Back in 2011, the United States Armed Forces hosted the Michigan State basketball team as they battled the University of North Carolina on top of the U.S.S. Carl Vinson, a fully-operational Navy aircraft carrier.
Now, in 2013, the Spartans will have a chance to return the favor.
As part of the United HealthCare Ride 2 Recovery Great Lakes Challenge, over 200 injured service men and women will ride their bicycles from Chicago's Soldier Field to downtown Detroit in an effort to raise awareness and money for many of the injured soldiers returning from foreign wars.
The six-day, 375-mile trip will have a number of overnight stops along the way in cities such as Michigan City, South Haven, Grand Rapids, East Lansing and Novi, but only one college campus will play host to the entire team of bicyclists. Hundreds of weary travelers will be staying at MSU's Kellogg Hotel and Conference Center with 100 rooms and a full dinner provided by the university.
“This is a great program, and we’re thankful for the opportunity to honor those who have sacrificed so much for all of us,” said Kent Cassella, MSU assistant vice president for media communications. “As a ‘military friendly’ school, we’re always looking for ways to better support those who served so selflessly. Thank you to these brave men and women and their supporters.”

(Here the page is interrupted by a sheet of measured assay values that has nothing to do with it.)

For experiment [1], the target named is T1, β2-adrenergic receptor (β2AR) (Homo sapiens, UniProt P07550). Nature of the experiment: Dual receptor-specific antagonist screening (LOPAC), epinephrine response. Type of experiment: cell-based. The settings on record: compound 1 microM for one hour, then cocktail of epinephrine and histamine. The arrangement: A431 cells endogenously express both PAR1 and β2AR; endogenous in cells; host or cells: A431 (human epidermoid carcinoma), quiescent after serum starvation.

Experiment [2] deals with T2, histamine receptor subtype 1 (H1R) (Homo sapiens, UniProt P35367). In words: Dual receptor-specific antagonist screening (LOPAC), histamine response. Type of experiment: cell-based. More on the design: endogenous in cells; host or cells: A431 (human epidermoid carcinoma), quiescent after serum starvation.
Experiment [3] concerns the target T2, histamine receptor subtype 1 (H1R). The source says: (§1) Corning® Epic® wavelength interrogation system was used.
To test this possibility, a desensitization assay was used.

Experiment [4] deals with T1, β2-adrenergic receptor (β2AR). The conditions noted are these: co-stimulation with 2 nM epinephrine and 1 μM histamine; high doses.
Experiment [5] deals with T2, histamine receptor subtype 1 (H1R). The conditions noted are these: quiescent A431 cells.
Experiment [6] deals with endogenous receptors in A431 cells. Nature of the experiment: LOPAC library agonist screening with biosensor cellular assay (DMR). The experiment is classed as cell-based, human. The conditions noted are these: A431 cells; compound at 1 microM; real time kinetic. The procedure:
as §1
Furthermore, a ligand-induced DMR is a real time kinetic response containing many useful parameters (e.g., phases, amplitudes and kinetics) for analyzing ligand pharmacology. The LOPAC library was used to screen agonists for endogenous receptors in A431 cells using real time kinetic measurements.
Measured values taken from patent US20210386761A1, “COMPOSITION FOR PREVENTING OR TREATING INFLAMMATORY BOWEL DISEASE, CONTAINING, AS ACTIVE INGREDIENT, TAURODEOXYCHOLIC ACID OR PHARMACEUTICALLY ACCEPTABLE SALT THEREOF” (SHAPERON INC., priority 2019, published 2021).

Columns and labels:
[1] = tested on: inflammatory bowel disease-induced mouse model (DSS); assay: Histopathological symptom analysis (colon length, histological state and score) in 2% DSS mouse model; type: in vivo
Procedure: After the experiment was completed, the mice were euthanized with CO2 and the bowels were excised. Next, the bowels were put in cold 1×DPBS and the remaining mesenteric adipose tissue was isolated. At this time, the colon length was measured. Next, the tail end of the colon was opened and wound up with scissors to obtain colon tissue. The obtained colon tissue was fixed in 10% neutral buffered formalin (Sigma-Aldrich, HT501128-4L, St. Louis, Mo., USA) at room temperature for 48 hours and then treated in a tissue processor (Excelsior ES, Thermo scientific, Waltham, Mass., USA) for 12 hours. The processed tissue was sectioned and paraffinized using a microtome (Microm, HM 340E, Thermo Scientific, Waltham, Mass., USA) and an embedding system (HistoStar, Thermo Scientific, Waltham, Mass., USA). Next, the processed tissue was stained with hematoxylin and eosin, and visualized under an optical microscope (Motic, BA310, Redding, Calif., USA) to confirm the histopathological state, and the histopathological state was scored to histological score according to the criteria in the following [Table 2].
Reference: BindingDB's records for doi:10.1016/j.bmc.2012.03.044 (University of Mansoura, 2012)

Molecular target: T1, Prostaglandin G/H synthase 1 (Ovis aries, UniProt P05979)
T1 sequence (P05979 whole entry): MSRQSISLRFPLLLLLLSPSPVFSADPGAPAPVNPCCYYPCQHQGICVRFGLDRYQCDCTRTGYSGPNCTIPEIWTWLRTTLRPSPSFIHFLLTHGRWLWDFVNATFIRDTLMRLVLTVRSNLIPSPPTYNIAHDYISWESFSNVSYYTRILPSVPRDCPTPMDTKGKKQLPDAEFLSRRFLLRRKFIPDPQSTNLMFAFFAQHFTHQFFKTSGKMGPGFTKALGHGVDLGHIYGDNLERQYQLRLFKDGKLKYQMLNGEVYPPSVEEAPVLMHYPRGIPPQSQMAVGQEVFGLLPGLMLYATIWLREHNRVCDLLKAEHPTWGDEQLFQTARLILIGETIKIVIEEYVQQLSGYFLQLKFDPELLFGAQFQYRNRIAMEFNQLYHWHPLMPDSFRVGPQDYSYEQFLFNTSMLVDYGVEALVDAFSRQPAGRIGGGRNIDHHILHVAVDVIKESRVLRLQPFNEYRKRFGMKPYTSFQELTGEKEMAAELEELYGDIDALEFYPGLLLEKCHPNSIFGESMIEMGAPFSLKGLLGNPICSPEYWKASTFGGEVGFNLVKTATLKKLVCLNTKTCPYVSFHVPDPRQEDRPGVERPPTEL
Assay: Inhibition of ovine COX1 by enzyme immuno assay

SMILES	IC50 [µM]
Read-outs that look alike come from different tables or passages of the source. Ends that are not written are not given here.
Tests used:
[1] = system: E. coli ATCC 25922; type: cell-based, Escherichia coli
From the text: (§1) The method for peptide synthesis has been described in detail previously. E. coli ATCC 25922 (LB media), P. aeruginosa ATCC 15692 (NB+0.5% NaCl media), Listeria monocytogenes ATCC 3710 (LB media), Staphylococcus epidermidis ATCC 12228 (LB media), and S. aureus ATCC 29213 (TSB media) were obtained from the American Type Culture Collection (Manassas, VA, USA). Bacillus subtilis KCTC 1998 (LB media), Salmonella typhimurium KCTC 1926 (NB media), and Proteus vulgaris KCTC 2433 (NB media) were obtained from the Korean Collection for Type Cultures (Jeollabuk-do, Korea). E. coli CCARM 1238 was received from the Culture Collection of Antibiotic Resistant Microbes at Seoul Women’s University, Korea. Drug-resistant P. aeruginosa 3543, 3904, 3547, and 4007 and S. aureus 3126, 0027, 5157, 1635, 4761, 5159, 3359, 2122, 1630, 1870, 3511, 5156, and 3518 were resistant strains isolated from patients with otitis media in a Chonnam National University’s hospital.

Ride 2 Recovery is a program focused on the physical and mental rehabilitation of injured veterans returning from combat overseas and raises awareness and funds through large-scale biking events. President and founder John Wordin told the media that the events not only help to raise money and media attention, but also serve to assist the veterans in a physical sense as well as they focus on their physical and mental recoveries.
“The UnitedHealthcare Challenge Series offers our healing heroes involved in the Project HERO program a way to get back into the game of life,” said Wordin. “Participants are evaluated and coached by the R2R staff to rebuild strength and conditioning, while concurrently healing the effects of post-traumatic stress, traumatic brain injuries and depression. Cycling is a powerful therapeutic exercise that they can do alone or in groups for the rest of their lives.”
You can follow MSU writer, Michael Ferro, at twitter.com/MichaelFerro.